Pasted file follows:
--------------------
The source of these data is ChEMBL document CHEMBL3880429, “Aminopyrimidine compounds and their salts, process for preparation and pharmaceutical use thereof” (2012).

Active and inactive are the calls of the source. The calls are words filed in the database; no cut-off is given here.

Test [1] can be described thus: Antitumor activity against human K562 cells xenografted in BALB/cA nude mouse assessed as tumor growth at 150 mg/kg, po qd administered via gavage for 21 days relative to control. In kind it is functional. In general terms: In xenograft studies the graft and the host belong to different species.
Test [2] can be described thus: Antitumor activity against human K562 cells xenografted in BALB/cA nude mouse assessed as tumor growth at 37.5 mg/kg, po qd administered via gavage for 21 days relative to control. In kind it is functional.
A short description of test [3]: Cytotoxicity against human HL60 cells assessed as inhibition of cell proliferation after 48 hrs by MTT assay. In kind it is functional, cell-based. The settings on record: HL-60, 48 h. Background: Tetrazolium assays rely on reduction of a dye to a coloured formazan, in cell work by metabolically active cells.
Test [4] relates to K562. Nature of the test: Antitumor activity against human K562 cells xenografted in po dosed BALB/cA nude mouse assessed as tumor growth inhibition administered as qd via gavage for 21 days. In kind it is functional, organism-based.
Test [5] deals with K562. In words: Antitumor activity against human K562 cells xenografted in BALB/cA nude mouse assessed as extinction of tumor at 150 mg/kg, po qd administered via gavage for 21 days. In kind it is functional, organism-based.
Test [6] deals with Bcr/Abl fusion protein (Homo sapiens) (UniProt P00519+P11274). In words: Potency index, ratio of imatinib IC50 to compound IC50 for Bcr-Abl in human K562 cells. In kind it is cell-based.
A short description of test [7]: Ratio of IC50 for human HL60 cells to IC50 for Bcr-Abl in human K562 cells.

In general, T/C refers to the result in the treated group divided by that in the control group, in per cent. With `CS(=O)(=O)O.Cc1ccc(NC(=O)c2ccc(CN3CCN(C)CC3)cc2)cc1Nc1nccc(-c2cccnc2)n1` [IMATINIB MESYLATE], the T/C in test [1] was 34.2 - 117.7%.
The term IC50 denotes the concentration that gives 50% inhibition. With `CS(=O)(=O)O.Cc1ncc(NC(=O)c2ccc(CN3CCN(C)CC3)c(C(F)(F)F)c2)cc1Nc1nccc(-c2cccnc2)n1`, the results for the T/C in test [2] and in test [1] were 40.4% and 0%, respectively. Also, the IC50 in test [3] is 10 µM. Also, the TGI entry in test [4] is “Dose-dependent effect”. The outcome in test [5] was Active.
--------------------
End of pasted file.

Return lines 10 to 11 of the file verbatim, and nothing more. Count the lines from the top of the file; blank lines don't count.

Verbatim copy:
In general, T/C refers to the result in the treated group divided by that in the control group, in per cent. With `CS(=O)(=O)O.Cc1ccc(NC(=O)c2ccc(CN3CCN(C)CC3)cc2)cc1Nc1nccc(-c2cccnc2)n1` [IMATINIB MESYLATE], the T/C in test [1] was 34.2 - 117.7%.
The term IC50 denotes the concentration that gives 50% inhibition. With `CS(=O)(=O)O.Cc1ncc(NC(=O)c2ccc(CN3CCN(C)CC3)c(C(F)(F)F)c2)cc1Nc1nccc(-c2cccnc2)n1`, the results for the T/C in test [2] and in test [1] were 40.4% and 0%, respectively. Also, the IC50 in test [3] is 10 µM. Also, the TGI entry in test [4] is “Dose-dependent effect”. The outcome in test [5] was Active.